“The idea is to make it easy for faculty -- either using Mount Moran or Yellowstone -- to conduct their computational research on these resources, send their findings to the Energy Innovation Center, and be able to visualize their results at the 3-D Visualization Center,” Shader says.
The computing cluster, nicknamed “Mount Moran” after a mountain peak in western Wyoming’s Tetons, and a large-scale storage system make up the ARCC. Yellowstone is the nickname for the Cheyenne-based supercomputer.
“We’re inundated with so much data that we’re finding it difficult to understand,” Shader says. “Pictures help … I think almost every researcher is confronted with, ‘How do I explain my research? How do I make this meaningful to others?’ Having this 3-D visualization center on campus gives us a new tool.”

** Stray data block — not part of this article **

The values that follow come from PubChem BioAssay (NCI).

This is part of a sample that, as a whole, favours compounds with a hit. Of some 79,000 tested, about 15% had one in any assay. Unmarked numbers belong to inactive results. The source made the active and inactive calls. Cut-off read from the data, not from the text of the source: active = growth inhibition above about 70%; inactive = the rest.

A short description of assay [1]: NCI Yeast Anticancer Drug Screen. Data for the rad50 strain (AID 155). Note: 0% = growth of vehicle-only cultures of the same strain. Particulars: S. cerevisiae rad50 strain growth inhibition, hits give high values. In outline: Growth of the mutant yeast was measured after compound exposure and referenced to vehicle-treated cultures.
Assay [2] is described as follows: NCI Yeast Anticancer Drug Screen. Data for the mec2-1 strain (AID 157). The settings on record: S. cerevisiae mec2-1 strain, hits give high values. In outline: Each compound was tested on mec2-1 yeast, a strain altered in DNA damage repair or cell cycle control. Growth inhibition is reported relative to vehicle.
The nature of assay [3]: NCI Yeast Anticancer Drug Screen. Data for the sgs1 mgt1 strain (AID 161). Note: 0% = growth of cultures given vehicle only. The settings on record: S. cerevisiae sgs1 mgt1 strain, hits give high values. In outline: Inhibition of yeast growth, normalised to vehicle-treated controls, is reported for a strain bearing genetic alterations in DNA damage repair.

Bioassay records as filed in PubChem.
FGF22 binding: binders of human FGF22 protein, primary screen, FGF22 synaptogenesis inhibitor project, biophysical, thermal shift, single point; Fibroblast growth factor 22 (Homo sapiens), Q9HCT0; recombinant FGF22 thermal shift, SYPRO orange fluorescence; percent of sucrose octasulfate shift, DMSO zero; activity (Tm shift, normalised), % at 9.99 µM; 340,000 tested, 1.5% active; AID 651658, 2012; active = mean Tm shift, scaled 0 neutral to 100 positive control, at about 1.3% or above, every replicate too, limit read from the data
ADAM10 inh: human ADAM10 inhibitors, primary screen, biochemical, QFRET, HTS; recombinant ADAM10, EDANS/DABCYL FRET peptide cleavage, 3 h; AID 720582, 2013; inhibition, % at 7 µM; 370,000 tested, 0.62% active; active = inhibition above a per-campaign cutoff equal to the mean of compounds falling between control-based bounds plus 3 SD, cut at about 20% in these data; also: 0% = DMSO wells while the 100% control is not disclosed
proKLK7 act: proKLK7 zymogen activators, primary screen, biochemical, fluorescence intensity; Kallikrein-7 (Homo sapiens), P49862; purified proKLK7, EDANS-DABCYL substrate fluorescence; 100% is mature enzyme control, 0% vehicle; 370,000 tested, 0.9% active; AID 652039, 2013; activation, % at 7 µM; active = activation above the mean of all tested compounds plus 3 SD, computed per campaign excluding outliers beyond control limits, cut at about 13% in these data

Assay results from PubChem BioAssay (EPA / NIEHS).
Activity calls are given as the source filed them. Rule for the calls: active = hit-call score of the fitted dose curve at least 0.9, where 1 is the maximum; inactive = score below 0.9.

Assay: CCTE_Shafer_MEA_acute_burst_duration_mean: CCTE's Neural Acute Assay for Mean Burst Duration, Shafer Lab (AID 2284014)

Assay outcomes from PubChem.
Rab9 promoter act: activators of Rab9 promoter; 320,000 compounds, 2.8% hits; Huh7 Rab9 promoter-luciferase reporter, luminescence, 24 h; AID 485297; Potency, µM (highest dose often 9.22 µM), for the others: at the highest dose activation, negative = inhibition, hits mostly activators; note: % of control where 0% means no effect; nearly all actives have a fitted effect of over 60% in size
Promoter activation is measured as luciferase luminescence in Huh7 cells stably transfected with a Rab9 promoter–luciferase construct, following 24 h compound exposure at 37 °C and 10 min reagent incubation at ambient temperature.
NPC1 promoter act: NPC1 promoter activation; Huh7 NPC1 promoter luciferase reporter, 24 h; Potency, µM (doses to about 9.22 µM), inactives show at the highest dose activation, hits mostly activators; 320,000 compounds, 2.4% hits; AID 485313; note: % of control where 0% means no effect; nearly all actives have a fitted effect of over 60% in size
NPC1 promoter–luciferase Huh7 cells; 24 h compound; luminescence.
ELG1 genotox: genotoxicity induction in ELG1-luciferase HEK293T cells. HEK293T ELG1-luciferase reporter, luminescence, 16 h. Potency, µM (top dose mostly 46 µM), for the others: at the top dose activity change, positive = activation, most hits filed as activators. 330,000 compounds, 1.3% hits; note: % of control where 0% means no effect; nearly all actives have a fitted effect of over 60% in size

“This is becoming an important tool as our computing power increases,” he says. “The output information is so complex that, without visualizing it, it is difficult to understand.”
An innovative spark
While the 3-D Visualization Center provides many opportunities to conduct more detailed research in various energy sectors, the new asset also provides a chance for innovation -- for both faculty and students. Just as the iPhone now allows consumers to watch movies on their phone screens, Shader is optimistic this 3-D technology in a large-scale CAVE eventually can be reduced for use on a desktop computer for the masses.